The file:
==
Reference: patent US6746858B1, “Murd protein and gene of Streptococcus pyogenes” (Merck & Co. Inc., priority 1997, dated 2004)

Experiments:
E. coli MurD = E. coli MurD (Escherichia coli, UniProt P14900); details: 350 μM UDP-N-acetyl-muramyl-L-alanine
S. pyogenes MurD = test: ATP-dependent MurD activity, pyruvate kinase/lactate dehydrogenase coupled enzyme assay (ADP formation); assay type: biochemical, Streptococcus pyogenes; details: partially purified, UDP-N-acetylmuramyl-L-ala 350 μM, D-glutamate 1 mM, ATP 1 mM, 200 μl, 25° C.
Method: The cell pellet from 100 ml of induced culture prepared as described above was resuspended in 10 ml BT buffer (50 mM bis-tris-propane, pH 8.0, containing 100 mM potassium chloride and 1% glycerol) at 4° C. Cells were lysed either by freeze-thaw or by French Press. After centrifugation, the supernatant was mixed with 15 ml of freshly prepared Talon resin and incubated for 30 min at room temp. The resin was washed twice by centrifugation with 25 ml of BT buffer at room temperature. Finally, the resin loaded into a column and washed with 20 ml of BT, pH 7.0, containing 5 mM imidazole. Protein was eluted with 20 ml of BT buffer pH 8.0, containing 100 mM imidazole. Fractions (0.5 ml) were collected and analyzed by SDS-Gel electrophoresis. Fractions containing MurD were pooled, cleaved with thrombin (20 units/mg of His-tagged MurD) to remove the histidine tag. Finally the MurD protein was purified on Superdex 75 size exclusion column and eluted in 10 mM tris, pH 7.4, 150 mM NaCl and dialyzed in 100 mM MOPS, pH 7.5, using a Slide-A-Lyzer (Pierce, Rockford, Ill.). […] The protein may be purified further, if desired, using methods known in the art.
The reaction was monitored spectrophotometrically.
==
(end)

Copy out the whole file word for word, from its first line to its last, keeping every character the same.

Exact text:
Reference: patent US6746858B1, “Murd protein and gene of Streptococcus pyogenes” (Merck & Co. Inc., priority 1997, dated 2004)

Experiments:
E. coli MurD = E. coli MurD (Escherichia coli, UniProt P14900); details: 350 μM UDP-N-acetyl-muramyl-L-alanine
S. pyogenes MurD = test: ATP-dependent MurD activity, pyruvate kinase/lactate dehydrogenase coupled enzyme assay (ADP formation); assay type: biochemical, Streptococcus pyogenes; details: partially purified, UDP-N-acetylmuramyl-L-ala 350 μM, D-glutamate 1 mM, ATP 1 mM, 200 μl, 25° C.
Method: The cell pellet from 100 ml of induced culture prepared as described above was resuspended in 10 ml BT buffer (50 mM bis-tris-propane, pH 8.0, containing 100 mM potassium chloride and 1% glycerol) at 4° C. Cells were lysed either by freeze-thaw or by French Press. After centrifugation, the supernatant was mixed with 15 ml of freshly prepared Talon resin and incubated for 30 min at room temp. The resin was washed twice by centrifugation with 25 ml of BT buffer at room temperature. Finally, the resin loaded into a column and washed with 20 ml of BT, pH 7.0, containing 5 mM imidazole. Protein was eluted with 20 ml of BT buffer pH 8.0, containing 100 mM imidazole. Fractions (0.5 ml) were collected and analyzed by SDS-Gel electrophoresis. Fractions containing MurD were pooled, cleaved with thrombin (20 units/mg of His-tagged MurD) to remove the histidine tag. Finally the MurD protein was purified on Superdex 75 size exclusion column and eluted in 10 mM tris, pH 7.4, 150 mM NaCl and dialyzed in 100 mM MOPS, pH 7.5, using a Slide-A-Lyzer (Pierce, Rockford, Ill.). […] The protein may be purified further, if desired, using methods known in the art.
The reaction was monitored spectrophotometrically.